The next time you snap pics on vacation, consider stopping to take a picture of the hotel room you’re crashing in: It could save a human trafficking victim.
A new app, TraffickCam, is compiling a database of hotel room photos to detect patterns in carpeting, furniture, room accessories and window views to catch traffickers using hotels as their venue. A 2015 report from the National Human Trafficking Resource Center shows that hotels/motels had the second highest number of cases for sex trafficking, behind commercial brothels, making up 7.4 percent of all cases.
Hotels and motels are an attractive option for sex traffickers because they can pay for the rooms in cash and leave whenever they please, often changing locations on a nightly basis without notice. Traffickers sometimes upload pictures of their victims and use them as promotion, knowing the chances that authorities trace it back to the location of the picture are slim.
But now, with Washington University in St. Louis researchers developing an app to compile millions of hotel room photos, they aim to dramatically slow down sex trafficking in hotels across America.
Human trafficking is the world’s fastest growing crime, and the United States largely echoes that statistic. In 2015 alone, 5,544 human trafficking cases were reported. In 2016, there have been 1,654 reported cases thus far, according to the NHTRC.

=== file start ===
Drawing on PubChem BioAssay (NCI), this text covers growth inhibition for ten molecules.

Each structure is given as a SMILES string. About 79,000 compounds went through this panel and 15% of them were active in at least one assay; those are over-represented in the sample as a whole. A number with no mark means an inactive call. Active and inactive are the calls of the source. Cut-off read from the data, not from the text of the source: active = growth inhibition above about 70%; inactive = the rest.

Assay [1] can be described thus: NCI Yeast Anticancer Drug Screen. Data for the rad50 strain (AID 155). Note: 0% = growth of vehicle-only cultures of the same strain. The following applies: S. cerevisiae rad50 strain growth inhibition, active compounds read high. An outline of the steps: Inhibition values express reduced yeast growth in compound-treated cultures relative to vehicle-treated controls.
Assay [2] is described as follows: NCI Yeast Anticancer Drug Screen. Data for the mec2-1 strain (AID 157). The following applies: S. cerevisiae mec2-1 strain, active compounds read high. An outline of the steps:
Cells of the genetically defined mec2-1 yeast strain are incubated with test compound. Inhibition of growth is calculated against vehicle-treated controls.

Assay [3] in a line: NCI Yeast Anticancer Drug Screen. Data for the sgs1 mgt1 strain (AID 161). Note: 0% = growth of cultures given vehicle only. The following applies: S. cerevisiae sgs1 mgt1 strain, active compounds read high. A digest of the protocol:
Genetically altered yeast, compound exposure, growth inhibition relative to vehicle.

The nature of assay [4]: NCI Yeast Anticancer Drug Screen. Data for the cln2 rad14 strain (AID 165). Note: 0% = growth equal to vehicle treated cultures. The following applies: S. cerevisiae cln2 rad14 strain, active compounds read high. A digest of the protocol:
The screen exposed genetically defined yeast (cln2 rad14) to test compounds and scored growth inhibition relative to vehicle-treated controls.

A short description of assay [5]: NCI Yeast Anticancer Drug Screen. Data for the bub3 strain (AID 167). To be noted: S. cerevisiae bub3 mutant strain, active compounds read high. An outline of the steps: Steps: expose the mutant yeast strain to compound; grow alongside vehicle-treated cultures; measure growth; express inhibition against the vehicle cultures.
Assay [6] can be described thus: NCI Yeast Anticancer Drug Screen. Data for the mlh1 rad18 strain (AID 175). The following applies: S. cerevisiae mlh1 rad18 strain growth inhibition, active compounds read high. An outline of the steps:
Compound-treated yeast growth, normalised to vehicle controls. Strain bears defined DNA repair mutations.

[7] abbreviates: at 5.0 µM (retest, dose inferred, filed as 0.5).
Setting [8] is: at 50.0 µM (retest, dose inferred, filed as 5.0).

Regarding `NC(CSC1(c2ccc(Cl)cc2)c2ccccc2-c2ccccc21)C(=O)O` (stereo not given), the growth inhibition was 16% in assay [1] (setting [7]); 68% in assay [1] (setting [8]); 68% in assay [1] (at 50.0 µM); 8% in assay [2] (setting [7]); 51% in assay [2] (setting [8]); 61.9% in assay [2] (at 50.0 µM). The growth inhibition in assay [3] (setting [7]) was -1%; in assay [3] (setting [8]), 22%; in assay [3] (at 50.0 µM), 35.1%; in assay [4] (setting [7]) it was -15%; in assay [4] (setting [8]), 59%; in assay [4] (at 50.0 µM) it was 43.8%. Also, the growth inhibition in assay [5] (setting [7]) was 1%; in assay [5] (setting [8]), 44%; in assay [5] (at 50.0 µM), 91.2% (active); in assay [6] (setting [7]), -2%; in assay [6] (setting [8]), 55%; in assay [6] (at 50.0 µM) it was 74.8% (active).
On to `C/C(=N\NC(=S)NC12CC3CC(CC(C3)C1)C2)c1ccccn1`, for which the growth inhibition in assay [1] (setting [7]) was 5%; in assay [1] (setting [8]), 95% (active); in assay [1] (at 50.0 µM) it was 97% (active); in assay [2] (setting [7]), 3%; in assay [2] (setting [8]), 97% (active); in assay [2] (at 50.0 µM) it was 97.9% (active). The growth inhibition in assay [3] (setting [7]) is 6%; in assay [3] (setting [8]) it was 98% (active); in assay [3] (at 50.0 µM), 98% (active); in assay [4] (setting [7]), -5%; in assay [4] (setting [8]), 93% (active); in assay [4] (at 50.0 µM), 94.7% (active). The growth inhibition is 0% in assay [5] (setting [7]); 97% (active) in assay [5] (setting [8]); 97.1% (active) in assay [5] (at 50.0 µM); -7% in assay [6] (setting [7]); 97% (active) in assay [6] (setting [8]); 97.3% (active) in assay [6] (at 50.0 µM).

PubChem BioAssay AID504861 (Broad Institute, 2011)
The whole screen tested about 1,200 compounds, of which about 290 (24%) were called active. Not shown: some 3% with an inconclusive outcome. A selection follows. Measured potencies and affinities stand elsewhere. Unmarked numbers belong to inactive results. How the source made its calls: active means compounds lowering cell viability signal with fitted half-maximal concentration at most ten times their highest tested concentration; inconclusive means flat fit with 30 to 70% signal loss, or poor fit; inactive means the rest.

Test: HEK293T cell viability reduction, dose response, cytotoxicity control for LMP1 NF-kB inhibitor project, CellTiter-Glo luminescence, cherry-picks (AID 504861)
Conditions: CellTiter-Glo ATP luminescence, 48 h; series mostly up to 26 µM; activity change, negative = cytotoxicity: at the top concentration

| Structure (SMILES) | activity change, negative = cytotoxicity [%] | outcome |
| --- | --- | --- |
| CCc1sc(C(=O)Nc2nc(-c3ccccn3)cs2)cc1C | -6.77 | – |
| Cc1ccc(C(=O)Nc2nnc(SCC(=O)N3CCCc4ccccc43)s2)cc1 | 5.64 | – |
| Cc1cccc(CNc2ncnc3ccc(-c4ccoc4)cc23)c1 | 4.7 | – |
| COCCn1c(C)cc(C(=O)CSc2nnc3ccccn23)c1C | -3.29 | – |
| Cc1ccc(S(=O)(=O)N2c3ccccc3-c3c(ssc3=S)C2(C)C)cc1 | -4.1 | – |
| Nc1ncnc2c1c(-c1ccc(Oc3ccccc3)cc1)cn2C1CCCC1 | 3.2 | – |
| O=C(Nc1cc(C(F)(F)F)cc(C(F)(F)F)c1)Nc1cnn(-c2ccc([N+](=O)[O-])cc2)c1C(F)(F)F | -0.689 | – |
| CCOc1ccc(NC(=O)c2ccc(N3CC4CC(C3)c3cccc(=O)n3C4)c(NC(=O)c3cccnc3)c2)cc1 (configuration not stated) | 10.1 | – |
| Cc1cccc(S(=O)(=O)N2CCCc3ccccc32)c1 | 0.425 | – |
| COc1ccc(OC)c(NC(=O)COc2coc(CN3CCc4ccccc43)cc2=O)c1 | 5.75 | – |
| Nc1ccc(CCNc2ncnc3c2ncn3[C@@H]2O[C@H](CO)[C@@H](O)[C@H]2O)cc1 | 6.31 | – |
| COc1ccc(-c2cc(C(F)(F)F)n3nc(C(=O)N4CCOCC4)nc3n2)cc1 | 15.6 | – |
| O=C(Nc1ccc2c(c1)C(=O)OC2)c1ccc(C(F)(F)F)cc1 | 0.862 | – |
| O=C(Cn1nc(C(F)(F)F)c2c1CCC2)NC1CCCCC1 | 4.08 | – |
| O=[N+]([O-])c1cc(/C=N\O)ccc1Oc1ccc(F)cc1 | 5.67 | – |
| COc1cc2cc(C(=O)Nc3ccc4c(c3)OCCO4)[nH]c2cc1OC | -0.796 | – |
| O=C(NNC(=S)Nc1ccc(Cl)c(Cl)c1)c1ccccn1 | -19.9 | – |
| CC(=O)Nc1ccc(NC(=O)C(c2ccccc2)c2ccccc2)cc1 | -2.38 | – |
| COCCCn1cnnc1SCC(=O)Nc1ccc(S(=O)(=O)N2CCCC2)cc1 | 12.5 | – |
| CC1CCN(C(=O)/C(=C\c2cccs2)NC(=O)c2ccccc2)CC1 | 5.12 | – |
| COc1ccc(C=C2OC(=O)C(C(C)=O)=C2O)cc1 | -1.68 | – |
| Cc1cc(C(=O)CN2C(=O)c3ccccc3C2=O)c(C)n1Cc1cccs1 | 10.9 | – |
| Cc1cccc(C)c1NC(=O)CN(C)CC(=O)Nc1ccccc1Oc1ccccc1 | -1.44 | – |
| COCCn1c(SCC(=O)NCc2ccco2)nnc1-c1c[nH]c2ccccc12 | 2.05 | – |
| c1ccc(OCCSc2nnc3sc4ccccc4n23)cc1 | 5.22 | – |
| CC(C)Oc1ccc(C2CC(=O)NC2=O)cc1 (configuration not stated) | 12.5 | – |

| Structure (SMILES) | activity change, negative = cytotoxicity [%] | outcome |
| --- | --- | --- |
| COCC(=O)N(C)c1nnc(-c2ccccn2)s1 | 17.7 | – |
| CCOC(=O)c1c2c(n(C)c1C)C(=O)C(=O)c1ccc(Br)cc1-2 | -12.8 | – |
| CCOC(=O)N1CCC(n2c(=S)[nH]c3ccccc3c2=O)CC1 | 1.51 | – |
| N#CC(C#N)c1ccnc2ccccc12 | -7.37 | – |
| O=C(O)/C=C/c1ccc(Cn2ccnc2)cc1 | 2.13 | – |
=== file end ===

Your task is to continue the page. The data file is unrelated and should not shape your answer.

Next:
Worldwide, the estimated number of cases ranges from the U.S. Department of State’s 44,758 victims in 2013 to the International Labor Organization’s 2012 estimation of 20.9 million victims. Whether the actual number of victims and cases is higher, lower or somewhere in between, TraffickCam developers want to see that number drop.
The year-old app has already caught fire, with a database of around 1.5 million photos from more than 145,000 American hotels. The early testing shows the app successfully identifies the correct hotel 85 percent of the time. That's an impressive feat considering a 2012 American Hotel and Lodging Association report concluded that the U.S. is home to more than 4.8 million guestrooms.
“Criminals take advantage of technology to advertise and coordinate illegal sex trafficking,” said app developer and professor at Washington University in St. Louis, Robert Pless. “We’re using new technologies to fight trafficking, with this app that allows everyone to contribute data and with new image analysis tools to help law enforcement use the images in investigations.”
Photo by Elizabeth Greene/Flickr
Based in Washington, DC, Grant works as a program assistant at SEEP Network, an international development nonprofit. A proud graduate of the University of Maryland, Grant spent four months post-grad living in Armenia where he worked for Habitat for Humanity and the World Food Programme. Grant is passionate about humanitarianism and finding sustainable approaches to international development. He enjoys playing trivia with friends but is still seeking his first victory - he ceaselessly blames his friends lack of preparation.